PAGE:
The cooking techniques you need to master by the time you're 30

From boiling pasta to braising beef

Kashmira Gander
Tuesday 25 April 2017 16:03 BST

If you're pushing 30 and the sight of phrases like "al dente", "sauté", and "braised" in a recipe make you break out in a cold sweat and send your trembling hand to the nearest takeaway app on your phone, you should get your cooking act together pronto - at least according to a handful of top chefs.

By the time a person hits the big three-zero, the likelihood of faking your way through hosting daunting dinner parties becomes higher by the day, and having some basic cooking techniques under your belt can turn the experience from a stress-filled blur to something enjoyable. (In theory, anyway).

The Independent has asked top chefs to run down the cooking techniques that a person needs to master by the time they're 30, and when they've passed that milestone.

Silvia Baldini is a New York-based chef and winner of Food Network’s Chopped

Learn to steam, poach and boil. These simple techniques are a great and healthy way to cook delicate seafood and veggies.

When a person hits 30, they should also be able to cook eggs. Three minutes for a proper egg and soldiers; six minutes for soft boiled and 10 minutes for hard boiled. If you feel adventurous you can learn how to poach an egg. I add two tablespoons of white vinegar to salted boiling water then I drop a cracked egg, gently, in the water and I cook it for no more than thre minutes. I use a slotted spoon to spin the water and shape the egg or you can always use a poacher.

You should also be able to prepare pasta properly in boiling salted water. It should taste like the ocean. Follow the cooking time on the package and cook it al dente, which means soft on the outside but with a little bite and firm on the inside, not raw.

And learn to roast a chicken. You can follow my recipe on my website for a delicious tangerine and honey chicken. It always turns out moist inside and with a great crispy skin. And it’s important to know how to make dough from scratch. Everyone loves a good homemade pie!

Robert Prendergast is the executive chef at the Waldorf Hotel in London

In truth, it's patience. People rush food these days. Long gone are the days of sticking in the roast beef Sunday morning first thing on 56 degrees and then going out as a family or with your mates and coming back at lunch time to find this beautifully cooked beef in the oven or the slow volcanic simmer of making a hearty chunky beef stew which is left to carefully go about its business so all those cubes of goodness flake away on the first mouthful.

I would also have to recommend braising as the key tool to master. Essentially there isn’t much mastering, more understanding and faith. But with the plethora of cuts out there that if braised correctly it can produce some outstanding results.

Marco Scire is a La Belle Assiette private chef in Edinburgh

By the time a person is 30, they should master the following. Proofing: understand the importance of leaving you dough to rest. This is secret of any good bread or pizza or anything else that you may see at local bake. Deglazing: it might complicated but in reality it is one of the simplest thing to do. It is a cooking technique to remove browned food residue from a pan to flavour sauces, soups and gravies. And al dente, which literally means “to the tooth”. It is firm to the bite and it is essential for any pasta lover - or whoever likes to cook Italian food - to master.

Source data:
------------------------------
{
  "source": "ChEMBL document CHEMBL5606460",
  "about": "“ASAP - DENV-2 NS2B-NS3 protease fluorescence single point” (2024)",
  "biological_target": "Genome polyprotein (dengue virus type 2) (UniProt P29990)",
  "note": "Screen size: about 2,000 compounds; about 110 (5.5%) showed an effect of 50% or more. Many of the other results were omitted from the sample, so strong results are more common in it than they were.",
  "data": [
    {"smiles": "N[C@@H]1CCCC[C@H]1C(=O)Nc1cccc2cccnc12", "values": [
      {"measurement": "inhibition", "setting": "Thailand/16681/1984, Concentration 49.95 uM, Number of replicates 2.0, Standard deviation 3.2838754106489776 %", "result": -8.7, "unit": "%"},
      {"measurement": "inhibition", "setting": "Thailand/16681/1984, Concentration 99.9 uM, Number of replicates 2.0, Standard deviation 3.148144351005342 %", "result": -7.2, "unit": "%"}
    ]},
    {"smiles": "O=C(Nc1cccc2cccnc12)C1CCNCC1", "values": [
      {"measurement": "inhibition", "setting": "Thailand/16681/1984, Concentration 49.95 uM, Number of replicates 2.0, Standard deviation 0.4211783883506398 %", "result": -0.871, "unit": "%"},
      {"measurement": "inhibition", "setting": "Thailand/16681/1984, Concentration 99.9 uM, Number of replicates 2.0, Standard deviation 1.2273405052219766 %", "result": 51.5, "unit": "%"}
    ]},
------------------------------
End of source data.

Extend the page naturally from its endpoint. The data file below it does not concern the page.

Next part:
James Howe is a private chef based in King’s Lynn, Norfolk

Casserole and stewing. They're ideal for the modern busy person, a one pot wonder and can save the day after a busy shift.​

Morganne Ilett, is a private chef based in Cardiff

These are cooking techniques that people should know before they're 30 that I learned with my mother at home between the ages of six and 15. Everyone should learn how to make béchamel sauce - the base for a good cheese sauce; stocks from beef, chicken, fish and vegetables.

They should also know how to cook rice; poach eggs; make vegetables al denté and crispy; braise meat; create sweet and savoury pastries; make dips for parties - including pesto, hummus, and garlic mayo - and get to grips with tasting and seasoning.

With this small list in your arsenal - you can come up against most culinary challenges and delight any family member or guest. Mastering these techniques will enable you to generally understand food and what you are trying to achieve with most recipes.

Steve Groves is head chef at Roux at Parliament Square, London, and former winner of MasterChef: The Professionals

Master sauces. Obviously this is a very broad area, but having a good repertoire of sauce can be a game changer. A sauce can really bring a dish to life or it can be the element that just brings the whole dish together.

It could be a meaty jus or gravy to help carry the flavour of the main event through the dish, or it could be a piquant salsa verde to bring freshness and acidity to help bring balance to something rich. Sauces I would look to master are: meat jus, gravy, butter sauce or beurre blanc, cream sauce or veloute, mayonnaise and hollandaise. Armed with these you have hundreds of options to deliver extra flavour.

Loic Le Pape is a private chef based in Brighton

As well as the basic cooking skills such as poaching, steaming and roasting, people should learn to appreciate ingredients and master how best to cook eggs, fish, vegetables and meat.

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